It’s all about the package.

Upon entering Sweden, we were exposed to the everyday lives of Swedish citizens. Immediately, we noticed that there was an air of simplicity to the daily habits we observed. People are pragmatic in their dress, wearing sneakers everywhere, to accommodate cobblestone sidewalks and on-foot journeys from place-to-place. While there were cars on the road, they typically had more than one passenger, and we did not see a single traffic jam, as most citizens take advantage of the effective public transit system.
In a grocery store, Coop, which advertises support for free trade goods, we even noticed utility in the layout of the store and the packaging of all the goods offered. Everything was setup so individuals could come in, buy what they needed and then continue on with their day.
One example of comparable difference in packaging design from what is typically seen in the United States was that of ice cream. In a display case containing Ben & Jerry’s and Häagen-Dazs. There was a distinct difference in color scheme from the US version. While Ben & Jerry’s was still in English and showcased a similar ‘cows on green grass with blue skies’ theme, the shades of colors used were softer, more pastel, and natural looking. There was less frill to the entire sense of the product as a result.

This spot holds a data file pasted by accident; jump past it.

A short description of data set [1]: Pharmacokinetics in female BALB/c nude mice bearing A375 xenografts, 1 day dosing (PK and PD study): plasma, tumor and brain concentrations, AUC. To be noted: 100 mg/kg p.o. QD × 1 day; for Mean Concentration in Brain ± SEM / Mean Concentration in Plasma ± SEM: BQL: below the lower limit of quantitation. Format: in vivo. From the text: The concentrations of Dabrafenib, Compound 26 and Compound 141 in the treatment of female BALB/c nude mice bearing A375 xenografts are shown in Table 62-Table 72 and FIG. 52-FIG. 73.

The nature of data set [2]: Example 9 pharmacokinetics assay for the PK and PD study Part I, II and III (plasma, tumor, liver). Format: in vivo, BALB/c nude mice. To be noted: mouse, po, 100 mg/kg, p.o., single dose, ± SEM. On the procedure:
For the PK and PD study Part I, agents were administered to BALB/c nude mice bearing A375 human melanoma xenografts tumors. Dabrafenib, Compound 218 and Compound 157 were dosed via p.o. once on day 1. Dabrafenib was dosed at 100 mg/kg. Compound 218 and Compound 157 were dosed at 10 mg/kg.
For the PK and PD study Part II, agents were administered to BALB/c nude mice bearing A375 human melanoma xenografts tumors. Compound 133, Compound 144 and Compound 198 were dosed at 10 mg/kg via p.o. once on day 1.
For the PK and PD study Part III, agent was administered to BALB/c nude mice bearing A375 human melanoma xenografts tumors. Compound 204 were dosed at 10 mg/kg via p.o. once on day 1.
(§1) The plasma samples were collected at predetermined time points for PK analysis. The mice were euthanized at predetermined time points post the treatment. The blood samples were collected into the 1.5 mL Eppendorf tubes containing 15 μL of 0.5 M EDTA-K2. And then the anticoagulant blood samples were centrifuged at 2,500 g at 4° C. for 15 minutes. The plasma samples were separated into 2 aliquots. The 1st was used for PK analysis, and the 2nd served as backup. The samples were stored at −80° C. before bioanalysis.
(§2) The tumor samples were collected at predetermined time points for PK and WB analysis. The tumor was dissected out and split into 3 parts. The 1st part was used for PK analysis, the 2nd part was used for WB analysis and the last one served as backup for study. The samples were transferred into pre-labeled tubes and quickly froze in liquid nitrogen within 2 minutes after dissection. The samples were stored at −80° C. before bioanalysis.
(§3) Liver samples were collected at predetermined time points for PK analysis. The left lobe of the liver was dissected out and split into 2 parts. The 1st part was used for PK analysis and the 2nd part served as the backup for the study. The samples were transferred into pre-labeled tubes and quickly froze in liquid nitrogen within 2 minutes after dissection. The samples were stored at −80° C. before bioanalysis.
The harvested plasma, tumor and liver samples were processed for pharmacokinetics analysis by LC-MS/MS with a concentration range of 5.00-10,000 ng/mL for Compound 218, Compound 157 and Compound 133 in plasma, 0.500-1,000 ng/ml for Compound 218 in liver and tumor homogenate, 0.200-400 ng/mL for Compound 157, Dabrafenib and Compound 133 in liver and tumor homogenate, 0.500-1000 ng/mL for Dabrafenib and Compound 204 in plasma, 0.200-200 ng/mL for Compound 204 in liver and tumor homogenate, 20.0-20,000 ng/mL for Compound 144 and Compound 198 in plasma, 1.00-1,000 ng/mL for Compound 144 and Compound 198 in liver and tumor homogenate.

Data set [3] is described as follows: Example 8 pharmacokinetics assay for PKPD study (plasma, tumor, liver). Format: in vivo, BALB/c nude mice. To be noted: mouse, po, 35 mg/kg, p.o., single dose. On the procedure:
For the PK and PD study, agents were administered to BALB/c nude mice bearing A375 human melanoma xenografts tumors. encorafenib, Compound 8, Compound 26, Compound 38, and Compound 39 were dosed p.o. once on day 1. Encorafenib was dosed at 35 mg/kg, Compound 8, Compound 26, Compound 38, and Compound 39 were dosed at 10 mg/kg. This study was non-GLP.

With Häagen-Dazs, the packaging we witnessed was white and red, as opposed to the gold and red we typically see in America. While the boldness of the gold and red conveys luxury, the white and red creates a far more modest sense. In the United States, ice cream is presented as a treat that you deserve, whereas in Sweden it is designed to look more natural and simple, reflecting the general egalitarian attitude of Swedes. Ice cream is a food that everyone deserves to enjoy. It is not a luxury that for some reason you deserve.